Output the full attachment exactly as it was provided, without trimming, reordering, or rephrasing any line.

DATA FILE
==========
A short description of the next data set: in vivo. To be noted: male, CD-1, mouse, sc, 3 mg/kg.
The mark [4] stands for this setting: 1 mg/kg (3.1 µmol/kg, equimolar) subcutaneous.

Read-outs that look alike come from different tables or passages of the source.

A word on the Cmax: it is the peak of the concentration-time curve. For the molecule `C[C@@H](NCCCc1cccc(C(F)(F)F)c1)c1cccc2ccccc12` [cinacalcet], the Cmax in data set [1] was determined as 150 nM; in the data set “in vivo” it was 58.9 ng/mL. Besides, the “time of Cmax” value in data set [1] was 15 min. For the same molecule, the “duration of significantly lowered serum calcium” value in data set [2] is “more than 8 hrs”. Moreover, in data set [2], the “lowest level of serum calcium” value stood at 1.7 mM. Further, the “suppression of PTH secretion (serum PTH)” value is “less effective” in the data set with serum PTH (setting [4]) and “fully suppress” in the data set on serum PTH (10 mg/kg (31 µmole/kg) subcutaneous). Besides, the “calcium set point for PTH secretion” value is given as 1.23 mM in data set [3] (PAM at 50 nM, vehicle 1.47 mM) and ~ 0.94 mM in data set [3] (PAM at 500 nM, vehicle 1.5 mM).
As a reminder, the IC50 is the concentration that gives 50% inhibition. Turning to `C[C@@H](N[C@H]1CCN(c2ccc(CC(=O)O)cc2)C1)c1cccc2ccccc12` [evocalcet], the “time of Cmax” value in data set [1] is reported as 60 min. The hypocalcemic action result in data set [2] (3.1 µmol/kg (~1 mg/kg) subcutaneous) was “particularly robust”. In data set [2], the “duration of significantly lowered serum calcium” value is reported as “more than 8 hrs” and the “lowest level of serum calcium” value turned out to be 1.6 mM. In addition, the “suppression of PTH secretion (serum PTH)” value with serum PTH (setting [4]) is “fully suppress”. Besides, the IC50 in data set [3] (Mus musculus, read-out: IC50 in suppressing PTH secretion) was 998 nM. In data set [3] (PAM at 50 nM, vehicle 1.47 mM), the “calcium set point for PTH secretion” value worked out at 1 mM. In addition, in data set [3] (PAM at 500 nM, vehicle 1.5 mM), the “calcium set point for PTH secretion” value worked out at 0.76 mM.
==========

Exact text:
A short description of the next data set: in vivo. To be noted: male, CD-1, mouse, sc, 3 mg/kg.
The mark [4] stands for this setting: 1 mg/kg (3.1 µmol/kg, equimolar) subcutaneous.

Read-outs that look alike come from different tables or passages of the source.

A word on the Cmax: it is the peak of the concentration-time curve. For the molecule `C[C@@H](NCCCc1cccc(C(F)(F)F)c1)c1cccc2ccccc12` [cinacalcet], the Cmax in data set [1] was determined as 150 nM; in the data set “in vivo” it was 58.9 ng/mL. Besides, the “time of Cmax” value in data set [1] was 15 min. For the same molecule, the “duration of significantly lowered serum calcium” value in data set [2] is “more than 8 hrs”. Moreover, in data set [2], the “lowest level of serum calcium” value stood at 1.7 mM. Further, the “suppression of PTH secretion (serum PTH)” value is “less effective” in the data set with serum PTH (setting [4]) and “fully suppress” in the data set on serum PTH (10 mg/kg (31 µmole/kg) subcutaneous). Besides, the “calcium set point for PTH secretion” value is given as 1.23 mM in data set [3] (PAM at 50 nM, vehicle 1.47 mM) and ~ 0.94 mM in data set [3] (PAM at 500 nM, vehicle 1.5 mM).
As a reminder, the IC50 is the concentration that gives 50% inhibition. Turning to `C[C@@H](N[C@H]1CCN(c2ccc(CC(=O)O)cc2)C1)c1cccc2ccccc12` [evocalcet], the “time of Cmax” value in data set [1] is reported as 60 min. The hypocalcemic action result in data set [2] (3.1 µmol/kg (~1 mg/kg) subcutaneous) was “particularly robust”. In data set [2], the “duration of significantly lowered serum calcium” value is reported as “more than 8 hrs” and the “lowest level of serum calcium” value turned out to be 1.6 mM. In addition, the “suppression of PTH secretion (serum PTH)” value with serum PTH (setting [4]) is “fully suppress”. Besides, the IC50 in data set [3] (Mus musculus, read-out: IC50 in suppressing PTH secretion) was 998 nM. In data set [3] (PAM at 50 nM, vehicle 1.47 mM), the “calcium set point for PTH secretion” value worked out at 1 mM. In addition, in data set [3] (PAM at 500 nM, vehicle 1.5 mM), the “calcium set point for PTH secretion” value worked out at 0.76 mM.